Dübendorf-Schwerzenbach secondary school
The forecast growth in the number of school-age children meant that Dübendorf-Schwerzenbach secondary school, in urban design terms a witness to the rapid spatial and urban development during the 1970s and 1980s, needed to be extended. The aim of this competition entry, which was awarded second place, is to achieve an economically sustainable solution in the form of a high standard building, to reduce life cycle costs and the impact on the environment to a minimum, while achieving high quality for the users.
In structural terms the Grüze school consists of two orthogonal organisational systems that differ in scale. Small, pavilion-like point buildings form a kind of cluster structure surrounded by walkways. Building volumes alternate with spatial volumes in a chequerboard pattern, giving this structure an inherent logic and a rhythm of full and empty. The two long buildings that edge the large open sports fields form a contrast.
By deliberately keeping the edges of the complex free of building the new, centrally positioned schoolhouse mediates between the two organisational systems: it forms a kind of hinge. Here the principle of a chequerboard of spatial and building volumes is continued at a larger scale. This creates two outdoor spaces that are spatially and geometrically related to the sports field and that allow arrival spaces for the residential district to be developed.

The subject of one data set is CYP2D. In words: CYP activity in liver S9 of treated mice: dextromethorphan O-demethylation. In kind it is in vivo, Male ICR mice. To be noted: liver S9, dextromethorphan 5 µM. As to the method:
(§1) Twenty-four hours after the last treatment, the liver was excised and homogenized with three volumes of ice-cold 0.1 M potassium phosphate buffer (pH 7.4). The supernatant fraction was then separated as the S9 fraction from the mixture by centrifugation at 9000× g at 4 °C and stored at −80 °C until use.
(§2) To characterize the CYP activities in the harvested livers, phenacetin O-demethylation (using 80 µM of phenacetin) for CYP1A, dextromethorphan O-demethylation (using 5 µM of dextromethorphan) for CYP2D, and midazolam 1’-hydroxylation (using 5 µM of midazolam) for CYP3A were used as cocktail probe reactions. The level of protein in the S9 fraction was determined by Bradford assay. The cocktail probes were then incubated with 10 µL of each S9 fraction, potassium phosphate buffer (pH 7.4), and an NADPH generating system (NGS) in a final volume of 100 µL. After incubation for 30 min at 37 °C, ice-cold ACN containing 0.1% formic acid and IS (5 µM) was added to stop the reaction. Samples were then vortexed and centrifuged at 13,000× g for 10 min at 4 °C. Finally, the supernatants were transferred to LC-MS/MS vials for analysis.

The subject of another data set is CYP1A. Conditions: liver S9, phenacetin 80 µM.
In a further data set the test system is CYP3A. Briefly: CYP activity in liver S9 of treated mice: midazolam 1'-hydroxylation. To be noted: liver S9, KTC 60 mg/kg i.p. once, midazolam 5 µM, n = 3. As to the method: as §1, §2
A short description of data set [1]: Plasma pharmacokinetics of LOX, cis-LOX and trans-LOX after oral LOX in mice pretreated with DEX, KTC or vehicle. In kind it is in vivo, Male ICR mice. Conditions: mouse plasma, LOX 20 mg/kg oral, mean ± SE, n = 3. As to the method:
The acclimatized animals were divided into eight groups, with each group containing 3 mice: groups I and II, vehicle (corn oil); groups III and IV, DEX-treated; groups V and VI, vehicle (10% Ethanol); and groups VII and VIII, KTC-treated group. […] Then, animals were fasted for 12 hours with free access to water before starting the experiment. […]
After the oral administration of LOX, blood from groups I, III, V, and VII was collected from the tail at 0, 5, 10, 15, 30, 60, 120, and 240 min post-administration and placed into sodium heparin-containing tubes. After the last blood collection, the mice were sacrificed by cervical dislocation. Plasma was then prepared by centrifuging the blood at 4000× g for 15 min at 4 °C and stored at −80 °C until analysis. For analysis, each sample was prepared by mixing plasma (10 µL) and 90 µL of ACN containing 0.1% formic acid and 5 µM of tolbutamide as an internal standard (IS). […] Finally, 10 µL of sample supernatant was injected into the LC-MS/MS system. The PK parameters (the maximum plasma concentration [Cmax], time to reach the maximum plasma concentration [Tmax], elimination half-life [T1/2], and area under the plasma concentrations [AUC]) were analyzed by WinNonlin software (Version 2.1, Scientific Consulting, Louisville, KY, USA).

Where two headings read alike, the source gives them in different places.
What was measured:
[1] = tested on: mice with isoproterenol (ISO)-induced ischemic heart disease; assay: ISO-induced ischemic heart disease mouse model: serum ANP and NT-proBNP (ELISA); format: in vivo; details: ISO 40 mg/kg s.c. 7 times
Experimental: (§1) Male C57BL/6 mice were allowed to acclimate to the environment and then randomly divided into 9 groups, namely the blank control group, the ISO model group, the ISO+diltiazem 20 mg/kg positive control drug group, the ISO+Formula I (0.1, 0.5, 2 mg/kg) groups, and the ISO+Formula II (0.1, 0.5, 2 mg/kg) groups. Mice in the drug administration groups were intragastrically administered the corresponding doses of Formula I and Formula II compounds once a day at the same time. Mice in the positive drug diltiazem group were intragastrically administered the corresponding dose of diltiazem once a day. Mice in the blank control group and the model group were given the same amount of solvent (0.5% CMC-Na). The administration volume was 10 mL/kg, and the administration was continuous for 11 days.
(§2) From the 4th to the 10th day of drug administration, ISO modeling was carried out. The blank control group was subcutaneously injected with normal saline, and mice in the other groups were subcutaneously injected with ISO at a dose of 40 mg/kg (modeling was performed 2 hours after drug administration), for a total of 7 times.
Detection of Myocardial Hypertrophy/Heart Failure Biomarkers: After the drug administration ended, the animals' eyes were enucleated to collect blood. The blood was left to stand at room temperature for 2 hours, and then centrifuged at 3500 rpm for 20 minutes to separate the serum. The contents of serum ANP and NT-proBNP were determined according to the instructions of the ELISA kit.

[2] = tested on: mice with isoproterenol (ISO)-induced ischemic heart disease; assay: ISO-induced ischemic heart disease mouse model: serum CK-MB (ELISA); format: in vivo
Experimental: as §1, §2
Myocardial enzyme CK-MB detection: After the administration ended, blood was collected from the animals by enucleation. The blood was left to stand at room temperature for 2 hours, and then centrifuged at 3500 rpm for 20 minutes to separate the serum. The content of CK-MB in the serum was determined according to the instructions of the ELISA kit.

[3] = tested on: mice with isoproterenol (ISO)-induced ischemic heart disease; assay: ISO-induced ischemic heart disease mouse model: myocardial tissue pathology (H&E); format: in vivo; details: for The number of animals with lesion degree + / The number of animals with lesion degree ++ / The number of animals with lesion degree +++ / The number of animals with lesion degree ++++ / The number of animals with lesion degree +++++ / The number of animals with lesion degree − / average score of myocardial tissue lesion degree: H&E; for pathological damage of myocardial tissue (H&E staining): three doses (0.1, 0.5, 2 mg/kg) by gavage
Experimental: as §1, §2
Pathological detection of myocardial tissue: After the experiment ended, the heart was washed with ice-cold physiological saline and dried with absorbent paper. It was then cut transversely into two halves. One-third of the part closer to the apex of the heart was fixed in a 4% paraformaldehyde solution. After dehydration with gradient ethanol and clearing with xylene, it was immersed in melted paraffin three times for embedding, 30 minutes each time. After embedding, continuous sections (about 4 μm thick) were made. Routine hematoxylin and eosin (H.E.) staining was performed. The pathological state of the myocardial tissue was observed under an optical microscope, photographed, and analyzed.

The proposed building houses the double gymnasium and the requisite schoolrooms in a compact volume. From the two-storey entrance area your gaze wanders into the cascading, two-storey circulation space. The school can be grasped in a second. At the end of the cascade there is a lounge from where there is view across the entire school site. The staircase that rises through the two-storey middle zone introduces a certain playful quality to the way one moves through and perceives the space.
These interflowing spaces are also places for encounters and recreation that facilitate social contacts. Loggias, understood as extended lounge areas, terminate the building on the north and south sides. These outdoor zones are an element in the facade planting, while at the same time forming part of the park.
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